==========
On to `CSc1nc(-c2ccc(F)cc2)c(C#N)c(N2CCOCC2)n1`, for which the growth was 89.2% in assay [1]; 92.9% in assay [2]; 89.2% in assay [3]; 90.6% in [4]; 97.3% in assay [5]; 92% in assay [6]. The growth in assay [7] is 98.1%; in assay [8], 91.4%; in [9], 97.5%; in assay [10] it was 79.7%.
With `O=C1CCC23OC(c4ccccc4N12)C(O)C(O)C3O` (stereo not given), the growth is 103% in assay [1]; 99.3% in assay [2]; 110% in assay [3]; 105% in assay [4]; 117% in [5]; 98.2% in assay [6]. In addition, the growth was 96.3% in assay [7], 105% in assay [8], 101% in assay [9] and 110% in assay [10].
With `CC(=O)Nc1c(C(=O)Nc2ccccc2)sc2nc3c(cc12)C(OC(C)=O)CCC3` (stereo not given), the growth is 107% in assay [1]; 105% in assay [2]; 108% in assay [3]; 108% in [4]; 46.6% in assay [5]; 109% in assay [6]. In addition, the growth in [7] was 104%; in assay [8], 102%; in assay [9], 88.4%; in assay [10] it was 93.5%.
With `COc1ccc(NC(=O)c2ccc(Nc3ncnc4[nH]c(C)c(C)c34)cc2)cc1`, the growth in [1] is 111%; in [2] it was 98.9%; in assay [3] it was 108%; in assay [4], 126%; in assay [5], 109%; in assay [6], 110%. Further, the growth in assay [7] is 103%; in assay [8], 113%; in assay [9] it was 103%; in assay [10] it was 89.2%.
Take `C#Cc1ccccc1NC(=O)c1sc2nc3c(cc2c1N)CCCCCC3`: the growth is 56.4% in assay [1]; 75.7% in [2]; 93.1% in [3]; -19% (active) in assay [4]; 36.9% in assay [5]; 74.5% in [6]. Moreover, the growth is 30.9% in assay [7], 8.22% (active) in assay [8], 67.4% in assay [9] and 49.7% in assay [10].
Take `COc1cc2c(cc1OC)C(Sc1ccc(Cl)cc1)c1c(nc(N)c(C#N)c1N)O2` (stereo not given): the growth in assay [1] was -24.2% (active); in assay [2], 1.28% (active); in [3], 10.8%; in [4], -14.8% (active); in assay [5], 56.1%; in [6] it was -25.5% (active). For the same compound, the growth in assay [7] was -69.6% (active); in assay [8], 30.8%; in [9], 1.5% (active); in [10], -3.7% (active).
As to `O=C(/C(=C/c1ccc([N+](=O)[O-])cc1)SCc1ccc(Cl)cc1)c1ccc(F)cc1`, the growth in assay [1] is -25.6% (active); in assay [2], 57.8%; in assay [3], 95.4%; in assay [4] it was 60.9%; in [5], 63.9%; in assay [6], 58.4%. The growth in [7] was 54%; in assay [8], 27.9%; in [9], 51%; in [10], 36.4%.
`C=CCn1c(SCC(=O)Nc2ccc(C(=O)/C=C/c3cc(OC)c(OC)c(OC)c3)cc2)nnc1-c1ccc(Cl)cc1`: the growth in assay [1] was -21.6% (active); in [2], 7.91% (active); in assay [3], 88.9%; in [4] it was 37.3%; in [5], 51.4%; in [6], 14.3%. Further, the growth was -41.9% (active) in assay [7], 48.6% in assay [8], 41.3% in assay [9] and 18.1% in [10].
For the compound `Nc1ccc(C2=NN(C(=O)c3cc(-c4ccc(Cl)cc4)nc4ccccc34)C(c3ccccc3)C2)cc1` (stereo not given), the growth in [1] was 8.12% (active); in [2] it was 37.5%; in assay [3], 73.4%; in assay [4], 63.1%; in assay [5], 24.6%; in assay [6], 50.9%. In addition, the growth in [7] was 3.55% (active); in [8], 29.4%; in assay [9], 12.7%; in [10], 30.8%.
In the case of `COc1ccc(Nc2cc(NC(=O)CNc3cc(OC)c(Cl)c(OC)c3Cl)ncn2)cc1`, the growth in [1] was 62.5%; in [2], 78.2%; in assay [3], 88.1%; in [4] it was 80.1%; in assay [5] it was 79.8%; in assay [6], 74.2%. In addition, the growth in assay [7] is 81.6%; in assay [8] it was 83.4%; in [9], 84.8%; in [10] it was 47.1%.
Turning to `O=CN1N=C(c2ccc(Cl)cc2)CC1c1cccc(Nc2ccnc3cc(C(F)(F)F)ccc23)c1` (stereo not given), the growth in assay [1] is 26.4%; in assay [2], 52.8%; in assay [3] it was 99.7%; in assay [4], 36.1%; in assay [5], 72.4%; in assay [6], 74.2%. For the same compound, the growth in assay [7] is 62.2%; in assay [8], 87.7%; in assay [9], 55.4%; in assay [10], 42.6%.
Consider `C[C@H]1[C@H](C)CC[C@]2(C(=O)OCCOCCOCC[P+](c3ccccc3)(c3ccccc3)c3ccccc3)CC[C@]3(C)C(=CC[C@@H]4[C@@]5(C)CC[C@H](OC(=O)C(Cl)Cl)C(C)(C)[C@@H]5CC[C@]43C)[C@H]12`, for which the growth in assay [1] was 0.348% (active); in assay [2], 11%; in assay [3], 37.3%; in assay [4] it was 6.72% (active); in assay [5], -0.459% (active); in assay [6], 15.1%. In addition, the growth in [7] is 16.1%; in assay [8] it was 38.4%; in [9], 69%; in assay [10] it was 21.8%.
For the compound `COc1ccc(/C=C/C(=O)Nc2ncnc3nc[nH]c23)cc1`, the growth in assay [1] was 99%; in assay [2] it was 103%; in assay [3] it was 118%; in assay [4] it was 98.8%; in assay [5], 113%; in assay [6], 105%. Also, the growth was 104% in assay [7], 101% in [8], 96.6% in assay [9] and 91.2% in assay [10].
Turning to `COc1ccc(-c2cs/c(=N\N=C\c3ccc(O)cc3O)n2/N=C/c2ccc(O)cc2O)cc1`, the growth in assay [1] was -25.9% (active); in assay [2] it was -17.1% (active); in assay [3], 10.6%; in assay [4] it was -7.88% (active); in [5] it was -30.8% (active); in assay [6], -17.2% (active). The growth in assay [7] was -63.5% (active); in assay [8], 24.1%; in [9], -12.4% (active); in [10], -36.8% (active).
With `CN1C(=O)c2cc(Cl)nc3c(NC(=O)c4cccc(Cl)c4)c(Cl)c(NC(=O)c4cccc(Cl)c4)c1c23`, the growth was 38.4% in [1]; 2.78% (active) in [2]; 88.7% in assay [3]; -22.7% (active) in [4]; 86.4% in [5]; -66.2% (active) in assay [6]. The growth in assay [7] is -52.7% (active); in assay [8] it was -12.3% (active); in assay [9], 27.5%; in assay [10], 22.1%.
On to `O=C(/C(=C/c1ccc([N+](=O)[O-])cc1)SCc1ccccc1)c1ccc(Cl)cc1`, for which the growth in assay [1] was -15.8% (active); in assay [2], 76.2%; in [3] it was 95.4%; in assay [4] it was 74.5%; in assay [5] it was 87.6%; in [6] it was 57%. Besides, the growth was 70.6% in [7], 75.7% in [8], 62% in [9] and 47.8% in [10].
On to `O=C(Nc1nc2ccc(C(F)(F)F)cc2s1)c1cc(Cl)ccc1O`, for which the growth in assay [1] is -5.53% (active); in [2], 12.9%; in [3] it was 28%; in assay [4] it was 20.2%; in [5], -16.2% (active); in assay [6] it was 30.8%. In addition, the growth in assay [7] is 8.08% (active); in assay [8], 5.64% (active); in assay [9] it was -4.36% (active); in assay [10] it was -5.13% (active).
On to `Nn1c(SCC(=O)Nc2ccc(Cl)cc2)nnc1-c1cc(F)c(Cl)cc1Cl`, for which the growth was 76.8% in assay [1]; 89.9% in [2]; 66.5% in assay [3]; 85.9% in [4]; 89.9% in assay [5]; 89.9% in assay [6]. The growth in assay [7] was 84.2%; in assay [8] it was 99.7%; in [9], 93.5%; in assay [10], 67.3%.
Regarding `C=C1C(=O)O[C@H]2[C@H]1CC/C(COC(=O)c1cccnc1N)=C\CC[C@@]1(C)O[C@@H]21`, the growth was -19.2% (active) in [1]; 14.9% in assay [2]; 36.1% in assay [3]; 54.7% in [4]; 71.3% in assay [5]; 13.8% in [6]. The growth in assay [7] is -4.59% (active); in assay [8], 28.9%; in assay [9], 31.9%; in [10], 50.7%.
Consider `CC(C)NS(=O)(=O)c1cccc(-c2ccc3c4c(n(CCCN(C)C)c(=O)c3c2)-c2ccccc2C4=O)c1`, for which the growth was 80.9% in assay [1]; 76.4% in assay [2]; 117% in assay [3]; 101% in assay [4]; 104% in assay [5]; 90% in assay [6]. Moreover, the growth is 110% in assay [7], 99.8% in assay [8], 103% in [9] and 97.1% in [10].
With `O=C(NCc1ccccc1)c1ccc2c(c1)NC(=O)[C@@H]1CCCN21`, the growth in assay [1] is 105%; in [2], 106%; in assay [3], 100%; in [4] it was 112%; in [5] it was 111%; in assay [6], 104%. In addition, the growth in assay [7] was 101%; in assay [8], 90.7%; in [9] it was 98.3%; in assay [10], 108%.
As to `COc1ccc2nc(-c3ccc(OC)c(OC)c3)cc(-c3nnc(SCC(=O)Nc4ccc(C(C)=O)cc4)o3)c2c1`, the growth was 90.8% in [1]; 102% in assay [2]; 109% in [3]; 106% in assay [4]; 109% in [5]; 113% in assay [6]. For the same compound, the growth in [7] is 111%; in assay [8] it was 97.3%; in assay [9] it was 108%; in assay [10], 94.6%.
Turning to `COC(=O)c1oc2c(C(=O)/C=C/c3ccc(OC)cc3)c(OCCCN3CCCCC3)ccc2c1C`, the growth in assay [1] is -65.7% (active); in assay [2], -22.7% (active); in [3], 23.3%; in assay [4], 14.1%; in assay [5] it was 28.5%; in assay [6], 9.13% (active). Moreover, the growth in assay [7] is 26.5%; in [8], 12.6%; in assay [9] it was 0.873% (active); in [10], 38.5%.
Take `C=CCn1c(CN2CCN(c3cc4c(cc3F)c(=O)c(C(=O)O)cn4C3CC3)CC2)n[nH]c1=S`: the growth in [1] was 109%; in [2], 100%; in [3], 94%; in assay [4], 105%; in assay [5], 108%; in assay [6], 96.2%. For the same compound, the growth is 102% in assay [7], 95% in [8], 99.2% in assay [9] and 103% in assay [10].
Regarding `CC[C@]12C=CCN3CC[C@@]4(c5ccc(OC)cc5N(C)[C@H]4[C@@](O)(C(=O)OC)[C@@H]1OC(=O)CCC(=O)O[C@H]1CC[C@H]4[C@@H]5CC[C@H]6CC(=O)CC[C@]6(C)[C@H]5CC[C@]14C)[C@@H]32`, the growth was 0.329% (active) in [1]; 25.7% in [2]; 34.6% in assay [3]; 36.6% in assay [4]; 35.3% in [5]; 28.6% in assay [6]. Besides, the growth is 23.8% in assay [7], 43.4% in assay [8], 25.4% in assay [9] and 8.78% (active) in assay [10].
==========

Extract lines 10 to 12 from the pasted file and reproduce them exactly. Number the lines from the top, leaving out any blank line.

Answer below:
In the case of `COc1ccc(Nc2cc(NC(=O)CNc3cc(OC)c(Cl)c(OC)c3Cl)ncn2)cc1`, the growth in [1] was 62.5%; in [2], 78.2%; in assay [3], 88.1%; in [4] it was 80.1%; in assay [5] it was 79.8%; in assay [6], 74.2%. In addition, the growth in assay [7] is 81.6%; in assay [8] it was 83.4%; in [9], 84.8%; in [10] it was 47.1%.
Turning to `O=CN1N=C(c2ccc(Cl)cc2)CC1c1cccc(Nc2ccnc3cc(C(F)(F)F)ccc23)c1` (stereo not given), the growth in assay [1] is 26.4%; in assay [2], 52.8%; in assay [3] it was 99.7%; in assay [4], 36.1%; in assay [5], 72.4%; in assay [6], 74.2%. For the same compound, the growth in assay [7] is 62.2%; in assay [8], 87.7%; in assay [9], 55.4%; in assay [10], 42.6%.
Consider `C[C@H]1[C@H](C)CC[C@]2(C(=O)OCCOCCOCC[P+](c3ccccc3)(c3ccccc3)c3ccccc3)CC[C@]3(C)C(=CC[C@@H]4[C@@]5(C)CC[C@H](OC(=O)C(Cl)Cl)C(C)(C)[C@@H]5CC[C@]43C)[C@H]12`, for which the growth in assay [1] was 0.348% (active); in assay [2], 11%; in assay [3], 37.3%; in assay [4] it was 6.72% (active); in assay [5], -0.459% (active); in assay [6], 15.1%. In addition, the growth in [7] is 16.1%; in assay [8] it was 38.4%; in [9], 69%; in assay [10] it was 21.8%.